Telco Mergers May Pain Users

WASHINGTON (03/20/2000) - Someday telecom mergers may achieve the long-elusive goal of one-stop shopping, but all they seem to be doing now is forcing users to deal with more carriers, not less.

Prior to completing its merger with US West Inc., Qwest Communications International Inc. last week announced it is selling its voice, private-line and fast-packet services in that RBOC's territory to regional carrier Touch America.

And Network World has learned that GTE has sent letters to thousands of voice and data customers in the Northeast - home of its merger partner, Bell Atlantic - ordering them to find a new long-distance carrier by next week.

The reason for both moves: Federal regulations declare that once a carrier merges with a regional Bell operating company, it becomes an RBOC itself and can no longer carry traffic across local calling boundaries.

As a result, Qwest not only cannot merge, say, its frame relay service with US West's, but the company also has to find a third party to handle the frame traffic in US West's region. The same holds for GTE in Bell Atlantic's region.

Analysts have long expected Qwest and GTE to hunt for a carrier to take over their business in the RBOC partners' territories. But they expressed alarm at the speed at which both companies seem to be forcing the change on users.

Qwest is giving customers about three months to transition because its merger is expected to close late in the second quarter. GTE is operating on an even tighter time frame. In a March 1 filing with the Federal Communications Commission, GTE's long-distance unit said it has asked 166,000 residential and business customers to find a new long-distance carrier this month and told business users it will discontinue ATM, frame relay and private line services in Bell Atlantic's territory March 30.

That timing may work for residential long-distance, says Steven Taylor, president of Distributed Networking Associates in Greensboro, N.C. But for revising corporate-network term contracts, "It's a much more complex task than filling out that card that comes in the mail to get frequent-flyer miles by changing long-distance carriers," he says.

Users will have to stay on their toes, adds Ellen Block, a Washington, D.C. attorney: "Qwest until recently was going after business they knew they would have to divest if the [US West] merger went through."

Carrier executives didn't try to gloss over the blow to one-stop shopping.

"It's taking one step back to take two or three steps forward," says Alan Ciamporcero, vice president of regulatory affairs at GTE. "We're giving away customer relationships we've worked very hard to gain." But GTE needs the Bell Atlantic tie because GTE's local territories are largely rural and it wants a stronger competitive position, he says.

Conducting a divestiture with one carrier can be a necessary evil to gain a merger with another carrier, says Stephen Jacobsen, Qwest's executive vice president for business markets.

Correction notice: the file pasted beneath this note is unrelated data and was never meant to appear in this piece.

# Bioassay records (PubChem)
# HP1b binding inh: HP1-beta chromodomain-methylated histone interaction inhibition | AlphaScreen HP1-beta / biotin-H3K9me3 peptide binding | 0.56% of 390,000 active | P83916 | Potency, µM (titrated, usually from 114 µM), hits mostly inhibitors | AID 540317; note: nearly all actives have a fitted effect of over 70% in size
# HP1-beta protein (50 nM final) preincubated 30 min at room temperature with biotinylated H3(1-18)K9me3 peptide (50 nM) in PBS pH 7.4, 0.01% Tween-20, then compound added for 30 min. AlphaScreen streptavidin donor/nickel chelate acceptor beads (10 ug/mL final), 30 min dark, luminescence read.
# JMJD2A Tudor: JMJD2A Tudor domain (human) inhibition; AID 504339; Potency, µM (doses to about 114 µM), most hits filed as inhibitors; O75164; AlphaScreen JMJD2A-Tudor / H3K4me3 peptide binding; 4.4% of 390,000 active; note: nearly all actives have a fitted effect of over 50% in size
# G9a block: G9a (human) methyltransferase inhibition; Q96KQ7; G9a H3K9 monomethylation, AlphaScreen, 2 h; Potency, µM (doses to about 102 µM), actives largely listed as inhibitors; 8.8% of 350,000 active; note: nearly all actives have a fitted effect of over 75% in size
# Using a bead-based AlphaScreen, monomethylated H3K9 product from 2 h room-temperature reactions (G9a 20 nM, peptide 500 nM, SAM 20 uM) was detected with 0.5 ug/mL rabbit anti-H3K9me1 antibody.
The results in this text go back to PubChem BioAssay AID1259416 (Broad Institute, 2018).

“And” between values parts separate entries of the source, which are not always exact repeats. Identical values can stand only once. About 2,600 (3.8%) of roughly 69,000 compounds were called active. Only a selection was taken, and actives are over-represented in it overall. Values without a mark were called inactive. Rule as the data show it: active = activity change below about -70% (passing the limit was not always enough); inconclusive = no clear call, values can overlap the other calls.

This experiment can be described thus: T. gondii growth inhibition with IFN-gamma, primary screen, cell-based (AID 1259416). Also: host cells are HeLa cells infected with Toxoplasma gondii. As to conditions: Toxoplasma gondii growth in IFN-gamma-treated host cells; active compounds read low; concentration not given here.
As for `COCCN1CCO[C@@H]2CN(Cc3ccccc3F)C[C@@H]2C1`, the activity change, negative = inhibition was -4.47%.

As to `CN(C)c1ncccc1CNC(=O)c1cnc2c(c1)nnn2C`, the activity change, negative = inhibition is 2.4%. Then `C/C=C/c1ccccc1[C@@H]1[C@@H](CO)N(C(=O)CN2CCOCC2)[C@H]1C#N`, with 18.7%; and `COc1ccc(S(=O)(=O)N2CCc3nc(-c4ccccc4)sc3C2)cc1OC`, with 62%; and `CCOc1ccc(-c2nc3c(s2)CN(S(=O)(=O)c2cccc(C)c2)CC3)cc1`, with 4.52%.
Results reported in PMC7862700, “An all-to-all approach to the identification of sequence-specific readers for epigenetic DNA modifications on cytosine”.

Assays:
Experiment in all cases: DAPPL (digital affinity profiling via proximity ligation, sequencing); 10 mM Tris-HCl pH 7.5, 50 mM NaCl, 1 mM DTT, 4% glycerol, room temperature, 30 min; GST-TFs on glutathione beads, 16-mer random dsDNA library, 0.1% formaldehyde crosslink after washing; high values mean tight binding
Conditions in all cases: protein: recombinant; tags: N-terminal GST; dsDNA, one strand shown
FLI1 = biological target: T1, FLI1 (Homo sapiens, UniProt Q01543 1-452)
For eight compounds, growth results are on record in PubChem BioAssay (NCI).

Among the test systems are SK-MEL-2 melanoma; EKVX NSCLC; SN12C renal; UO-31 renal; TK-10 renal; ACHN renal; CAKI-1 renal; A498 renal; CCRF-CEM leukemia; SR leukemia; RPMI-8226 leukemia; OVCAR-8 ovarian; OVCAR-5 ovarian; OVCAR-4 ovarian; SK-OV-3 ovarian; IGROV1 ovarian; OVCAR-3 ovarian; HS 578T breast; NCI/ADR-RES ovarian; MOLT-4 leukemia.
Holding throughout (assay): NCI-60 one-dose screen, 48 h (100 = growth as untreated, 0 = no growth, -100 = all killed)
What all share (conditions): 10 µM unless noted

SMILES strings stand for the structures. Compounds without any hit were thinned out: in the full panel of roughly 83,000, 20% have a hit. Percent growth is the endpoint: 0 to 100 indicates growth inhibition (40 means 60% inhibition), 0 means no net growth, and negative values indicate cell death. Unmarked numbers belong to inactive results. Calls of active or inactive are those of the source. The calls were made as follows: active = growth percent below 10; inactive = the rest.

"It isn't as elegant as it is when you do it yourselves," Jacobsen says. "But I haven't seen a merger yet that solves everything and looks elegant."

Both carriers are laying transition plans they say will help. In the US West region, Qwest is selling its Lucent ATM/frame relay switches and leasing its Nortel Networks central-office telephony switches to Touch America. Account teams will be split between the firms, but Qwest is contracting its billing services to Touch America so customers can receive a dual-branded, unified bill.

In GTE's case, officials note that most of the long-distance frame, ATM and private-line business is actually resold by GTE via other carriers' facilities, especially Sprint. GTE told the FCC it is "aggressively" seeking a specific carrier to offer users as an alternative. Turning over the business to Sprint is "definitely a possible solution," Ciamporcero says.

Unlike Qwest, GTE operates some local fast-packet data networks - in parts of Pennsylvania and Virginia where Bell Atlantic is not the local carrier - and it will keep those. On the voice services, GTE told the FCC that customers who don't choose another carrier would automatically go to Sprint.

But GTE's story gets even more complex: It has also agreed to spin off its Internet unit, GTE Internetworking, into yet another independent entity (see story, page 41). By contrast, Qwest is hanging on to its Internet business.

Officials claim the company's dedicated 'Net access service is local in nature and its Web-hosting facilities don't inherently involve transport, though Touch America may take over transport for IP virtual private nets.

The FCC, which earlier this month approved the Qwest/US West merger, must still approve the terms of the Touch America sale. Qwest also needs the approval of six more states in US West's 14-state territory before the merger is a done deal.

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